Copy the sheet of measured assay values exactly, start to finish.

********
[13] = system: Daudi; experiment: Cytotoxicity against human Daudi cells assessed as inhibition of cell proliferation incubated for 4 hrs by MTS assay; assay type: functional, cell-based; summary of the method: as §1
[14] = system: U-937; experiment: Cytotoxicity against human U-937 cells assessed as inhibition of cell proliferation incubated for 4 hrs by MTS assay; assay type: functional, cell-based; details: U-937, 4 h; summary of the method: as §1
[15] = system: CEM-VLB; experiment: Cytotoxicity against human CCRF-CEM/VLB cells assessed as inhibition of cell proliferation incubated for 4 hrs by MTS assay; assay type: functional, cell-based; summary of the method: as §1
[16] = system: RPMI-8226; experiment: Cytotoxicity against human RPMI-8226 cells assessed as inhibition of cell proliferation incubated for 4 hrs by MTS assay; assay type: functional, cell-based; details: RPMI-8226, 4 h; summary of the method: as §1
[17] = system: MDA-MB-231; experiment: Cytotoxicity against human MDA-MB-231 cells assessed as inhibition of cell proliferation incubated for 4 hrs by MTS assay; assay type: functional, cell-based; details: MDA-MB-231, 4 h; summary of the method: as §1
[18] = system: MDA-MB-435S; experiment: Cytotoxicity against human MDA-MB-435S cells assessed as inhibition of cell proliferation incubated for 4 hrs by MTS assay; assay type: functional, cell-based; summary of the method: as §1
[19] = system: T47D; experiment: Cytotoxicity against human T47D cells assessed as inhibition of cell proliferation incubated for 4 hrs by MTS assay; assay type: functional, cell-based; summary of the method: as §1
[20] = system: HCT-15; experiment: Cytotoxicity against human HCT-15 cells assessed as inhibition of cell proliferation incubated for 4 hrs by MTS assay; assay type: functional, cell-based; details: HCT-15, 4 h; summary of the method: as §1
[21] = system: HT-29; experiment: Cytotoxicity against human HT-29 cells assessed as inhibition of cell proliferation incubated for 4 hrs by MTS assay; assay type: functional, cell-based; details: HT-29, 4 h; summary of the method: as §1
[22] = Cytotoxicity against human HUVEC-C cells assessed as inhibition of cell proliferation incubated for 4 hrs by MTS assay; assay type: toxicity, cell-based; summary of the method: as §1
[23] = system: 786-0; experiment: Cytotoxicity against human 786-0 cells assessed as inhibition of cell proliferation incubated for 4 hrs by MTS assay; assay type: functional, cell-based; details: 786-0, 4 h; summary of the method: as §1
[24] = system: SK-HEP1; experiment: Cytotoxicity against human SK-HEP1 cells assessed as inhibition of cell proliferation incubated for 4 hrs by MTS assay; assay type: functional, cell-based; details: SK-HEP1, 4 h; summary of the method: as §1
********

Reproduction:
[13] = system: Daudi; experiment: Cytotoxicity against human Daudi cells assessed as inhibition of cell proliferation incubated for 4 hrs by MTS assay; assay type: functional, cell-based; summary of the method: as §1
[14] = system: U-937; experiment: Cytotoxicity against human U-937 cells assessed as inhibition of cell proliferation incubated for 4 hrs by MTS assay; assay type: functional, cell-based; details: U-937, 4 h; summary of the method: as §1
[15] = system: CEM-VLB; experiment: Cytotoxicity against human CCRF-CEM/VLB cells assessed as inhibition of cell proliferation incubated for 4 hrs by MTS assay; assay type: functional, cell-based; summary of the method: as §1
[16] = system: RPMI-8226; experiment: Cytotoxicity against human RPMI-8226 cells assessed as inhibition of cell proliferation incubated for 4 hrs by MTS assay; assay type: functional, cell-based; details: RPMI-8226, 4 h; summary of the method: as §1
[17] = system: MDA-MB-231; experiment: Cytotoxicity against human MDA-MB-231 cells assessed as inhibition of cell proliferation incubated for 4 hrs by MTS assay; assay type: functional, cell-based; details: MDA-MB-231, 4 h; summary of the method: as §1
[18] = system: MDA-MB-435S; experiment: Cytotoxicity against human MDA-MB-435S cells assessed as inhibition of cell proliferation incubated for 4 hrs by MTS assay; assay type: functional, cell-based; summary of the method: as §1
[19] = system: T47D; experiment: Cytotoxicity against human T47D cells assessed as inhibition of cell proliferation incubated for 4 hrs by MTS assay; assay type: functional, cell-based; summary of the method: as §1
[20] = system: HCT-15; experiment: Cytotoxicity against human HCT-15 cells assessed as inhibition of cell proliferation incubated for 4 hrs by MTS assay; assay type: functional, cell-based; details: HCT-15, 4 h; summary of the method: as §1
[21] = system: HT-29; experiment: Cytotoxicity against human HT-29 cells assessed as inhibition of cell proliferation incubated for 4 hrs by MTS assay; assay type: functional, cell-based; details: HT-29, 4 h; summary of the method: as §1
[22] = Cytotoxicity against human HUVEC-C cells assessed as inhibition of cell proliferation incubated for 4 hrs by MTS assay; assay type: toxicity, cell-based; summary of the method: as §1
[23] = system: 786-0; experiment: Cytotoxicity against human 786-0 cells assessed as inhibition of cell proliferation incubated for 4 hrs by MTS assay; assay type: functional, cell-based; details: 786-0, 4 h; summary of the method: as §1
[24] = system: SK-HEP1; experiment: Cytotoxicity against human SK-HEP1 cells assessed as inhibition of cell proliferation incubated for 4 hrs by MTS assay; assay type: functional, cell-based; details: SK-HEP1, 4 h; summary of the method: as §1